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Monday, April 25, 2011

Organizational Bureaucracy at Odds with Creativity in Film and Television

Art through corporate bureaucracy can be likened to oil and water. The rise of the studio system to produce film as an art form thus evinces a necessary evil. To be sure, organization is necessary to literally organize the various facets involved in the production of a film. However, needless managerial levels have gone beyond what is needed for coordination, particularly in television, and have stifled good narrative in the process.

Ken Loach, a feature and television film director, declared, “Television kills creativity; work is produced beneath a pyramid of producers, executive producers, commissioning editors, heads of department, assistant heads of department, and so on, that sit on top of the group of people doing the work, and stifle the life out of them” (p. 40). These suits are told to control the creativity even though the latter cannot be controlled without dying out in the process. According to Loach, “if you’ve got ten people sitting on your shoulder you can’t be good, you can’t be creative” (p. 41). For example, directors say they are told that they are not allowed to work with the writers. Instead, the directors work with managers, who somehow view themselves as qualified to write narrative because they are oriented to business factors. The result has been artificially-constructed television programing akin to politicians running solely off polls. Although financial concerns have a legitimate place, they are of such import to the layers of managers that cheap reality shows have trumped serious drama with a coherent, thought-out plot.

According to Loach, television, which “began with such high hopes,” has become “a grotesque reality show” (p. 41). To be sure, Loach admits that “some good work gets through” (p. 41). Even so, it is much too hard for it to survive the inevitable onslaught of the bureaucratic knives unscathed. The editing done by managers is fundamentally different than that which writers would do—and not for the better.

Perhaps rather than tearing up scripts that have been accepted, managers could have confidence in their own decisions in accepting the scripts by letting the writers themselves work out any changes with the directors. In other words, in putting an accepted script through the meat-grinder, are not executives and their staff undercutting their own decision to accept the script?  Of course, a particular acceptance could be to say that a script is only “good enough to get through the door.”  In other words, it would be understood that the script is to be considered as only partially done when it arrives. I would caution against such an “acceptance” because managers oriented to business matters are not likely to function as surrogate writers in finishing the job. A writer is a writer whereas a manager is a manager. Business expertise does not proffer the ability to tell a story.

Therefore, I contend that scripts ought to be accepted that can stand on their own as scripts. That is to say, the accepting executive ought to believe that the scripts he or she pays for are good already, and thus that the respective writers can be trusted to accommodate changes that the director believes are necessary.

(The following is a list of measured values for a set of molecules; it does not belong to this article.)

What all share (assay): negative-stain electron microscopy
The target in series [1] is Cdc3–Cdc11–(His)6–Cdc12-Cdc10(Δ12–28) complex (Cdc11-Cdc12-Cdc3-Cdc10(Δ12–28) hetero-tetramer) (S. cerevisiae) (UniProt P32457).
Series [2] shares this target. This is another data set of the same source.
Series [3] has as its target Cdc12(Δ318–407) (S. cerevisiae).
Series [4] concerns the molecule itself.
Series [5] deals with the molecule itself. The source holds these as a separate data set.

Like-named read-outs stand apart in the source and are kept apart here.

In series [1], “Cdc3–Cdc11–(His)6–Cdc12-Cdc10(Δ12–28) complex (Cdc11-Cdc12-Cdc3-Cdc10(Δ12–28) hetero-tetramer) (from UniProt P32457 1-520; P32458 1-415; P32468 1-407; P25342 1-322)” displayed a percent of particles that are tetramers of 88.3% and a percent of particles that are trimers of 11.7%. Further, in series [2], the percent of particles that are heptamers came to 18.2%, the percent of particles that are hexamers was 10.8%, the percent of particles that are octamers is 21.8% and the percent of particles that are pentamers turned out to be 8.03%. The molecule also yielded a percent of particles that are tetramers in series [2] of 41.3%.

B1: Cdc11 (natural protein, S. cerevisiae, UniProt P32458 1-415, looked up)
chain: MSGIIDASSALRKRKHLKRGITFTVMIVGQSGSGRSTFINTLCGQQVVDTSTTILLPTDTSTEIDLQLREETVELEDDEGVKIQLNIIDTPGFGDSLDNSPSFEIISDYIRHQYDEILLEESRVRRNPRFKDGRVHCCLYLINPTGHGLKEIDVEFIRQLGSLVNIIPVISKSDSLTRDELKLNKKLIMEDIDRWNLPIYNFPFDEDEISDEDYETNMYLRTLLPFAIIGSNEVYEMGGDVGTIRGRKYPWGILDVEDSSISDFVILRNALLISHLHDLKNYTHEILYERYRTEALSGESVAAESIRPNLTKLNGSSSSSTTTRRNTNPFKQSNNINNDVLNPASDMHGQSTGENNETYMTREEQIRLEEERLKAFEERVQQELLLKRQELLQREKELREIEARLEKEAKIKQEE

A producer ought to be on the look-out for the following: “What writers need to write are original stories, original characters, plot, conflict, things that dig into our current experience. Things that really show us how we’re living, give us a perspective on what is happening” (p. 41). Sometimes in watching a movie, I can sense what will come next because the formula has already become hackneyed.  I have even thought that nearly a century of films has perhaps exhausted good narrative.

The screenplay’s structure is so “scripted” that the exactitude of the uniform structure may itself willow away originality and creativity. It is perhaps like trying to fit lots of different shapes through a very small hole.  The defining structure, such as there being three acts—the first running twelve to fifteen pages and ending in a triggering event that in turn leads in act two to a critical event that is seen to be resolved in the last act—seems needlessly confining. Are there not other possible structures compossible with film narrative? 

On the other hand, I suspect that creativity can still be applied through the existing structure if there are original stories and characters out there in someone’s imagination. However, the standard structure ought not be allowed to exclude any stories that are original yet not conducive to that particular structure. Perhaps a new structure could naturally come out of such an original story. I suspect that the specificity of the formatting and length is primarily a means of standardizing incoming scripts so they can be more easily compared. While convenient, the guidelines may be contributing to movie-goers viewing the films as too formulaic.  For example, boy meets girl, girl pushes boy away, boy wins back girl, and the two embrace. Girl goes with other boy is scarcely off the formula.

In any case, creativity is urgently needed among screenwriters, and the protection (and respect) of creativity is urgently needed among managers having control over the art. Just because a person can control something doesn’t mean they should hold it so tightly—squeezing the air out of it.


Ken Loach, “Between Commodity and Communication: Has Film Fulfilled Its Potential?” International Socialist Review, 76 (March-April 2011), 28-44.